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Computer science and business students team up to provide real-world solutions to local charity

When Mercer Street Friends, a Trenton-based human service agency, needed to upgrade their information systems they found help in a friendly collaboration with TCNJ.

A semester-long project co-created by computer science professor Monisha Pulimood and business professor Kevin Michels tasked students with designing applications that would streamline Mercer Street Friends’ information systems used to keep track of volunteers, donations, and families in the community who benefit from their programs. Project topics were the result of a meeting between students and the executive leadership team of Mercer Street Friends at the beginning of the semester.

“The students work on a real problem instead of something out of a textbook,” says Pulimood, “and Mercer Street Friends gets the solutions.”

At Mercer Street Friends HQ, students worked in teams to craft solutions to streamline the food bank’s operations.

The students, who were divided into 10 teams that each addressed a different issue, presented their designs to Mercer Street Friends executive director Armstead Johnson.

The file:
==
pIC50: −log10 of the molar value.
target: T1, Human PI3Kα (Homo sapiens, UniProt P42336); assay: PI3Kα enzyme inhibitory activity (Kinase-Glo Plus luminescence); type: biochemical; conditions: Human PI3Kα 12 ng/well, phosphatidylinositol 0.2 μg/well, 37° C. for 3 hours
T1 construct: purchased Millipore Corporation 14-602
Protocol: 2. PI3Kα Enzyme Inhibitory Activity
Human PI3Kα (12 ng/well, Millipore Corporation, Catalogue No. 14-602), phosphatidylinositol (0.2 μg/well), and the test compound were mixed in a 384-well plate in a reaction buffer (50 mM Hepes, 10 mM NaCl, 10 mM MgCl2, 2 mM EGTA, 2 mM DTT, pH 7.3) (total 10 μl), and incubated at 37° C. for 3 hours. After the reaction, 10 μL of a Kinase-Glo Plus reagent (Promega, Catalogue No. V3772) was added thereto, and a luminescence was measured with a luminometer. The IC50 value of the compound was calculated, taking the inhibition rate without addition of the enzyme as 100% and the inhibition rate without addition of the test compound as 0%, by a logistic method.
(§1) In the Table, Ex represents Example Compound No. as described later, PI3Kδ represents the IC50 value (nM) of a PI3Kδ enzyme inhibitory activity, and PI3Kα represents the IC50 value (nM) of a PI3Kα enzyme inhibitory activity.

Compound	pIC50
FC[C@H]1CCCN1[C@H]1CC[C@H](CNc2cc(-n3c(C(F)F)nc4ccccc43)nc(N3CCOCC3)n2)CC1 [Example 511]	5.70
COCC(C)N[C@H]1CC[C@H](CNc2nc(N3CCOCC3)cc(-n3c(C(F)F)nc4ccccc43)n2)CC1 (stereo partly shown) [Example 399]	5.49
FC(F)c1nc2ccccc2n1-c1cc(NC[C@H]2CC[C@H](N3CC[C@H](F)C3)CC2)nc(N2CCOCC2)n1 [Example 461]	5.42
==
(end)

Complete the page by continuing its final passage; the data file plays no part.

“It’s a different way of looking at things,” Johnson says. “As a nonprofit, we couldn’t afford to bring in the consultants to do just what the students have done at this level.”

The teams moved through their PowerPoint presentations with confidence, professionalism, and palpable enthusiasm.

Adham Elbaz ’19, a computer science major, was particularly moved by his experience with the project. His team created an application that streamlined the ticketing and scheduling process for Mercer Street Friends’ maintenance manager.

“Working with, visiting, and learning directly from Mercer Street Friends has broadened my horizons and perspectives, and sparked my interest in the technologies that can positively impact the communities we work and live in,” he says.

Juliet Job ’19, another computer science major, was similarly impacted. Her team simplified and streamlined a process by which program beneficiaries could learn about and sign up for events.

“Before this project, I thought that performing community service was about spending time at a soup kitchen or participating in a nature preserve trash pickup event,” said Job. “Working with Mercer Street Friends has made me realize I can use my computing skills to help make a difference in the community.”

Another benefit to the collaboration, was the close mentorship from professors and access to research that the students received.

“The assistance from Dr. Michels and Dr. Pulimood made this project come to life,” Elbaz says. “They made a complex project into a lesson in real world applications, innovation, and community engaged learning.”


—Steve Neumann

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